As soon as I got home, I made a list of words associated with the collection. It was a big list. I mixed and matched.

When I put “Big” and “Lonesome” together, I liked the way they looked—it sounded like the title of a song. Or what you might name a guitar, or a mesa, or a road, or a bar. It was somehow simultaneously specific and vague. Like my favorite myths.

Q: Some of the blurbs compare your work to that of Larry McMurtry. What do you think of that comparison?

A: I’m honored! I’m embarrassed to admit that of McMurtry’s enormous body of work, I’ve only read All My Friends Are Going to Be Strangers. But I loved it. 

And after Claire Vaye Watkins wrote me that blurb—an act for which I will forever be grateful—I went back to that novel. It’s so exuberant, funny, and emotionally powerful.

Q: What are you working on now?

A: I’m working on a novel called The Made-Up Man. It’s about a man who knowingly puts himself at the center of a menacing performance art project, one that mines his personal life for material in increasingly sinister ways. 

The man makes this decision partly because he’s being manipulated by the lead artist (his uncle), partly because of a woman who’s just rejected his marriage proposal, and partly because he’s having trouble seeing that he’s being ground down by an identity crisis. It takes place in Chicago and Prague.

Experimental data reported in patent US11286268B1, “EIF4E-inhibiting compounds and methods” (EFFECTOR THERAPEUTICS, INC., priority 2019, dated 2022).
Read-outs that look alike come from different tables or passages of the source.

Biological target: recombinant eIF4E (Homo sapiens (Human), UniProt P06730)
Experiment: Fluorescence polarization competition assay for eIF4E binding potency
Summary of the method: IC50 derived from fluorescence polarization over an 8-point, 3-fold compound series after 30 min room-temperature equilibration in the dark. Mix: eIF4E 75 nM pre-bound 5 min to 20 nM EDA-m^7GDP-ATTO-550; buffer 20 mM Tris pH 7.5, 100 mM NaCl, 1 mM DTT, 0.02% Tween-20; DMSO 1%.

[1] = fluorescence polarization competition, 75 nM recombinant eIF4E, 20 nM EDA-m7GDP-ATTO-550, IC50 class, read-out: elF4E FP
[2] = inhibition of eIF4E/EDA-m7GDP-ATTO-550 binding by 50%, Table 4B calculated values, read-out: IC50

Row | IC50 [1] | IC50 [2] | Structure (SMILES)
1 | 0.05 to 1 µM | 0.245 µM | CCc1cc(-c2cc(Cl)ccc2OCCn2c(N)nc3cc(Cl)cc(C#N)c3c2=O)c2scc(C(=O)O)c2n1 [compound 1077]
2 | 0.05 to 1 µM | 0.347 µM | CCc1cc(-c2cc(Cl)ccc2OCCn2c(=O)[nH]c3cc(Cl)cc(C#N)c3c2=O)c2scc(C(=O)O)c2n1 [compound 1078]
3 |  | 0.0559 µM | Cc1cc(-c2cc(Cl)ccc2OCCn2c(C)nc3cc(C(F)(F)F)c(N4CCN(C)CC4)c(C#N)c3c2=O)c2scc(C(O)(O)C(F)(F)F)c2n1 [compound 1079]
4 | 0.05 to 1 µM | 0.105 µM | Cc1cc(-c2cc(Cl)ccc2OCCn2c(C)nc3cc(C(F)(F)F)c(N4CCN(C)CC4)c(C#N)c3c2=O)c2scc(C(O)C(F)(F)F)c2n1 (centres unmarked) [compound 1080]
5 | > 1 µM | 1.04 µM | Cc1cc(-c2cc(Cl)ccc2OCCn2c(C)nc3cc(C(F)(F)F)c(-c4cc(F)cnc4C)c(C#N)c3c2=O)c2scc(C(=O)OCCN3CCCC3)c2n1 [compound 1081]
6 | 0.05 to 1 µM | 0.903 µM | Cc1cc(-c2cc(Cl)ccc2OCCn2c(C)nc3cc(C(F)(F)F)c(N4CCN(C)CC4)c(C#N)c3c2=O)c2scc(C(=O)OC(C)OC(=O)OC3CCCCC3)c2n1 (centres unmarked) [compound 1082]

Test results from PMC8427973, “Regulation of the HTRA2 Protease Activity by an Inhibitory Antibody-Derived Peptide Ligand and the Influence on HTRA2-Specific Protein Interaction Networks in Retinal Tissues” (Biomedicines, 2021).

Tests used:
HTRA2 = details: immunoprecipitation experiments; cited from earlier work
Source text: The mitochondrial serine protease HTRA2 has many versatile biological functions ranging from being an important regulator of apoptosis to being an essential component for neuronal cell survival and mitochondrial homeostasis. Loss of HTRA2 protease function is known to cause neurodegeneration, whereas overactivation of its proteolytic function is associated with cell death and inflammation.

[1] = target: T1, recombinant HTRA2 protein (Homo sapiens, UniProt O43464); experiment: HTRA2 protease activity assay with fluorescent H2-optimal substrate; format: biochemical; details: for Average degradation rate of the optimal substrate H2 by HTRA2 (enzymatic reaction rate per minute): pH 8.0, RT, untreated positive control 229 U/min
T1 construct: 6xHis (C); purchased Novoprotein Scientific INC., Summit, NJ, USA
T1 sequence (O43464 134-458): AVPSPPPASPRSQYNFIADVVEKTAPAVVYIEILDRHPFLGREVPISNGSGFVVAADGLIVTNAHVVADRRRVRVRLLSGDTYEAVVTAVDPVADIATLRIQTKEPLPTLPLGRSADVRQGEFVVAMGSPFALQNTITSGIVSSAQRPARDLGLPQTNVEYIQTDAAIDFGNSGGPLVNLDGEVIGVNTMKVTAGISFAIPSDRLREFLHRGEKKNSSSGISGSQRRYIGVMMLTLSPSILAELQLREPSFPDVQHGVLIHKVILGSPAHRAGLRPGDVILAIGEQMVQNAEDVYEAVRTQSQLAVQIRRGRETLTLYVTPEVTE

I’m shooting for The Made-Up Man to be a kind of inverted literary film noir. It’ll come out in Spring 2017 (FSG).

Q: Anything else we should know?

A: As soon as I finished the final draft of Big Lonesome, I found that I had a sudden craving for story collections.  I couldn’t read enough of them.

At various family functions over the holidays, I was reminded that many (most?) Americans haven’t read a story collection a.) since high school or b.) ever.

Therefore, I’d like to mention a few story collections that I’ve read (or reread) recently, that I can’t stop thinking about, that family and friends and strangers should check out: Intimations by Alexandra Kleeman, Happiness, Like Water by Chinelo Okparanta, Third Class Superhero by Charles Yu, The Miniature Wife by Manual Gonzales, Man V. Nature by Diane Cook, The Unfinished World by Amber Sparks, The Era of Not Quite by Douglas Watson, A Tree or a Person or a Wall by Matt Bell, The Corpse Expedition by Hassan Blasim, The Map of the System of Human Knowledge by James Tadd Adcox, and Children of Monsters by Melissa Goodrich.

--Interview with Deborah Kalb